Trying again after a miscarriage
Trying again after a miscarriage

The vast majority of miscarriages occur in the first 12 weeks of pregnancy. Half of them are believed to be due to the foetus failing to develop properly.

It's a devastating experience, especially once you've had a scan and seen the baby. Thinking about trying to get pregnant again can be very difficult. You may well be afraid that you’ll miscarry again.

Following one miscarriage, your statistical chances of suffering another are still one in eight. If you have suffered three miscarriages in a row, you will be referred to a gynaecologist for further examination.

Here's your six-step guide to trying for a baby after a miscarriage.

1. Wait three months before trying again:

It's usually best to wait a minimum of three months before trying to get pregnant again, so that your uterus has returned to its normal state. If you lost a lot of blood during your miscarriage, then your iron levels will be low, so you should wait until your GP says they've returned to their pre-pregnancy levels before trying to get pregnant.

There are some circumstances, after a molar or ectopic pregnancy, for instance, when you may be advised to wait longer before trying for another baby.

2. Ask why you miscarried:

It will help put your mind at ease if you find out the possible reasons why your baby died. Genetic defects are the main cause of miscarriage, so get checked for chromosomal problems or inherited diseases. If it was due to a blood clot, you might be prescribed heparin in conjunction with a low-dose aspirin to help thin your blood. Sometimes conditions such as endometriosis and polycystic ovary syndrome (PCOS) make getting pregnant and carrying a baby to full term difficult. Don't be afraid to ask lots of questions. Remember though, that sometimes there simply is no explanation for why your miscarriage occurred.

3. Talk it through:

Don’t blame yourself for what happened. Discussing your fears of miscarrying again with a group such as The Miscarriage Association (01924 200 799) may help.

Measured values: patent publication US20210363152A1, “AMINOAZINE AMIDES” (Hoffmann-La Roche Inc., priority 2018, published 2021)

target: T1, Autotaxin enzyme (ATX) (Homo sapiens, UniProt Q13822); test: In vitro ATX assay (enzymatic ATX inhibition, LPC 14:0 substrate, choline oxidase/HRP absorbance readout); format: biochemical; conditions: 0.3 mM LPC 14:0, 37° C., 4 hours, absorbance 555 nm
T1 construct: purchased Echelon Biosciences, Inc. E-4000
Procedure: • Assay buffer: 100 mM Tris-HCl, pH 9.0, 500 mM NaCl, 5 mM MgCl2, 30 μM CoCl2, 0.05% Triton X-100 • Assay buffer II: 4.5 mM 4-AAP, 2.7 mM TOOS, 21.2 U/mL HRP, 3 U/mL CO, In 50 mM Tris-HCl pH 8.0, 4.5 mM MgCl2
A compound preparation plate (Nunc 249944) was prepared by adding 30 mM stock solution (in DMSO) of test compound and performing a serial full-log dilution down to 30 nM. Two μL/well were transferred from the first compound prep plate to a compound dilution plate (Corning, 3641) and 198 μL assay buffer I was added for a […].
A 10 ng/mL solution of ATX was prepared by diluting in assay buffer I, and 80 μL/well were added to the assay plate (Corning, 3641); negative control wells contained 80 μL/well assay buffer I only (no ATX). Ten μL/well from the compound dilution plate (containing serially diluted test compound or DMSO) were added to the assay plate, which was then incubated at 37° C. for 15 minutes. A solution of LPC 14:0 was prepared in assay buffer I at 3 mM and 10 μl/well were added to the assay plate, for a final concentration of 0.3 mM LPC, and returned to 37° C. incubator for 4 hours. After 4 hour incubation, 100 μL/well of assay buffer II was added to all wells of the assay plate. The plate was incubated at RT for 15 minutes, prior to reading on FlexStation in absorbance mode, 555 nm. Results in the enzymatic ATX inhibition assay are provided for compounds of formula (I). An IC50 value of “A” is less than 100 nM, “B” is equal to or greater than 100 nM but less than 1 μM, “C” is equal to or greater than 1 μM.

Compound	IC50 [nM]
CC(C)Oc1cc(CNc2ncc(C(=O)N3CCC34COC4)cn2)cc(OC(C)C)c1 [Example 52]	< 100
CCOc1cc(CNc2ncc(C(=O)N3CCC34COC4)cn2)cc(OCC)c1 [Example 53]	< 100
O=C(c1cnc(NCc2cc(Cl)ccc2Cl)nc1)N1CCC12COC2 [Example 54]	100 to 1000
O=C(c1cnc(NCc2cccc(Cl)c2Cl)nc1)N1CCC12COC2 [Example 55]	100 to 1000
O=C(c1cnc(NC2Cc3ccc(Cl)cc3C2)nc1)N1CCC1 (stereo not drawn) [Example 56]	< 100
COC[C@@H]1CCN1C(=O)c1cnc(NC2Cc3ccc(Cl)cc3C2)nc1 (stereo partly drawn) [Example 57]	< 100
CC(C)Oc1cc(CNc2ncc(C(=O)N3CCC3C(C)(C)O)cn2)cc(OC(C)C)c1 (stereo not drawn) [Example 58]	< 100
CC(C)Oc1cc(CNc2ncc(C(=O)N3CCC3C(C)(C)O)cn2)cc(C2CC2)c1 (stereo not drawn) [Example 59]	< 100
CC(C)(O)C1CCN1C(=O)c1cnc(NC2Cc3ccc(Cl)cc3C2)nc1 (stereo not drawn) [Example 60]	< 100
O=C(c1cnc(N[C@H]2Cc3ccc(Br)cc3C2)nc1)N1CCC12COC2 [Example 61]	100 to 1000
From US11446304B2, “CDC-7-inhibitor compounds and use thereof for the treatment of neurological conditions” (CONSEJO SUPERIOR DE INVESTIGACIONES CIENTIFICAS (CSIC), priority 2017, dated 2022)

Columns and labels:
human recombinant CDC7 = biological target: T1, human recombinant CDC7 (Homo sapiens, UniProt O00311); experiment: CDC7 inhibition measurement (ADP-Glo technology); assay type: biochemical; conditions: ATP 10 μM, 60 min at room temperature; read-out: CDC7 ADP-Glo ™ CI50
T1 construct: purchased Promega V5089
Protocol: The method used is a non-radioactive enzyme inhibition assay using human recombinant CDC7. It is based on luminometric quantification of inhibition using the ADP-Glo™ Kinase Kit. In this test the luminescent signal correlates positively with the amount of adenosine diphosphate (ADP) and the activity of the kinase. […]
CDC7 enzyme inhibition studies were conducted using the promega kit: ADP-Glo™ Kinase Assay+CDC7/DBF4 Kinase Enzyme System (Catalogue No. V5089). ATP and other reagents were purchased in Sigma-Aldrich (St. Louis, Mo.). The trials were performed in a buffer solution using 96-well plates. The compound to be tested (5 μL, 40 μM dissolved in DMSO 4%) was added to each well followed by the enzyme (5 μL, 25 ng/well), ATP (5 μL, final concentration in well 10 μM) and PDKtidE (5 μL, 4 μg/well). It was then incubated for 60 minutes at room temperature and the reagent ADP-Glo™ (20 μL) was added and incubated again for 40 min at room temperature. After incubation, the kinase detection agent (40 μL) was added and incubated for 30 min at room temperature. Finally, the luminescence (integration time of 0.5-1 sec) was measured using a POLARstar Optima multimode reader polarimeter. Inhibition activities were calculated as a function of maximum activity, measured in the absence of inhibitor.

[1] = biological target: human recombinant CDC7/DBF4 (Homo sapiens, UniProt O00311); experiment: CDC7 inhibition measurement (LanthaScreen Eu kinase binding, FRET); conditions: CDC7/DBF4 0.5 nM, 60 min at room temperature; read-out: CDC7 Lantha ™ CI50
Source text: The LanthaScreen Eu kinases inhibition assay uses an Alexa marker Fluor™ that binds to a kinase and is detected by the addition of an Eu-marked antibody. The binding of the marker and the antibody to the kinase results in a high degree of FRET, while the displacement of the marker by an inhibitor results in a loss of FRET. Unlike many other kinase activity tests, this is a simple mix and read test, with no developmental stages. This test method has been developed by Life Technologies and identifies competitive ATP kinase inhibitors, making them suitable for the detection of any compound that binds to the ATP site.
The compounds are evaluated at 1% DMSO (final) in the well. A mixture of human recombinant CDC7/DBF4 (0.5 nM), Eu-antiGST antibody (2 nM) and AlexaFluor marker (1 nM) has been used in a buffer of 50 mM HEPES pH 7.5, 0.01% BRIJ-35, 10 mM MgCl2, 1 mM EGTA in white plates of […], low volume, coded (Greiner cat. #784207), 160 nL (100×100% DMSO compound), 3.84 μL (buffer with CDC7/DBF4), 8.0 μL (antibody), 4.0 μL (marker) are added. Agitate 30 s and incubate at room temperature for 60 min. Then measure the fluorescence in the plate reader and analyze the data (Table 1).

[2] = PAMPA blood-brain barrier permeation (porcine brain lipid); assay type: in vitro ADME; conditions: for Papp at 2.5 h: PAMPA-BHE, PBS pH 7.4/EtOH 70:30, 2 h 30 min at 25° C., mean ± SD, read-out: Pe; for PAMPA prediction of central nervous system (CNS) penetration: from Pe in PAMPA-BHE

4. Boost your fertility:

There are also ways to boost your fertility naturally, such as avoiding stress, eating organic food, taking supplements (zinc, selenium and folic acid) and both partners cutting out alcohol and smoking.

5. Stay calm:

Once you do become pregnant, try to stay calm and positive. Statistically, most women only miscarry once. You will probably be offered more frequent pre-natal checkups. Don't be afraid to contact your GP if you are worried about anything.

6. Look for danger signs:

Be aware of any bleeding or spotting you might experience, as well as swelling of your hands and feet, vaginal discharge and stomach pains. During your first trimester, vaginal sonograms will be used to check your baby's heartbeat and, in the second trimester, a blood test will be able to reveal whether your baby is at risk of neural-tube defects.

Babyexpert.com 29/05/2007 11:54:00
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26 comments on this
klair
Silver member

18/04/2012 at 12:47

I decided to try again after a miscarriage. Am glad I did because I got pregnant three weeks later
sarahnx
Silver member

27/06/2012 at 16:28

i had a miscarriage about a month and a bit ago . The pregnancy was really a huge suprise as was only a month after giving birth to my little girl that i got preg again. I sometimes think that it was because my body was ready or something . Me and my partner are now trying again and hopig for dear life it doesnt happen again as i cant take more heartbreak. thanks for this article thou it helped to put my mind at ease xx
zoekj
Silver member

19/08/2012 at 11:53

I had a miscarriage last month, bleeding stopped on 11th July 2012, i was 5 and a half weeks pregnant,
i then had a period one week after i stopped bleeding from the miscarriage, period started 22nd July lasting 4 days (which is normal for me) me and my husband began TTC straight after.

My breasts have been sore now for nearly two weeks and Im bloated quite often,
i went to my doctors on Tuesday 14th august following a few dizzy spells, the doctor
was quite abrupt with me and said it is very unlikely that i will be pregnant again so soon after
the miscarriage, she sent me for blood tests on Friday 17th august to test for my thyroid function and blood count but said she didn't see a point in running a pregnancy blood test,

My period was due yesterday 18th august, and didn't show so me probably being stupid and
too hopeful, i did a pregnancy test and it came back negative! I was completely devastated as i really did
'feel pregnant' i am awaiting my blood test results next week, Im wondering would the lab be able to detect pregnancy hormones without it being requested?

Any ideas/advice would be Apresiated, x
Julie08
Silver member

14/09/2012 at 12:52

I stopped the pill on 19th July and missed my period which was due on 15th Aug. I took a test and found out I was pregnant on 19th Aug. On 7th Sept at 7 weeks pregnant I started bleeding heavily and my GP confirmed I miscarried. I have just stopped bleeding now after 1 week. Is it wise to try again so soon ?
sandybaby18
Gold member

21/09/2012 at 21:09

I miscarriage at 11weeks mid August, I'm 38 and have already started trying again.


Do u think that's too soon?

Anyone got any tips to help us on our way :-D
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